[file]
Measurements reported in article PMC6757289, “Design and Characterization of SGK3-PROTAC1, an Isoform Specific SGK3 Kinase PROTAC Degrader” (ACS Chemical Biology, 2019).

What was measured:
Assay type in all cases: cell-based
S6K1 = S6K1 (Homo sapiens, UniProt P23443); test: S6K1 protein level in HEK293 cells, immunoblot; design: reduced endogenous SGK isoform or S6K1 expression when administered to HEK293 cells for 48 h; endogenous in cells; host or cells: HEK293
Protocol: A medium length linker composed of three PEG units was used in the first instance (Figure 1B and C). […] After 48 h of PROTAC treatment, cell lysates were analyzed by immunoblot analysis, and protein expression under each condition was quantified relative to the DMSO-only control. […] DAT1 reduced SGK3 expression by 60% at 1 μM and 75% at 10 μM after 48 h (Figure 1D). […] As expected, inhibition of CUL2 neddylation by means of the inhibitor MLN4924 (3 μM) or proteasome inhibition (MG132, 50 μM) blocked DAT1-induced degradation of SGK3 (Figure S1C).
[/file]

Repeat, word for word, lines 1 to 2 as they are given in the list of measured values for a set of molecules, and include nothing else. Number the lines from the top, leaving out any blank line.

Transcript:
Measurements reported in article PMC6757289, “Design and Characterization of SGK3-PROTAC1, an Isoform Specific SGK3 Kinase PROTAC Degrader” (ACS Chemical Biology, 2019).

What was measured: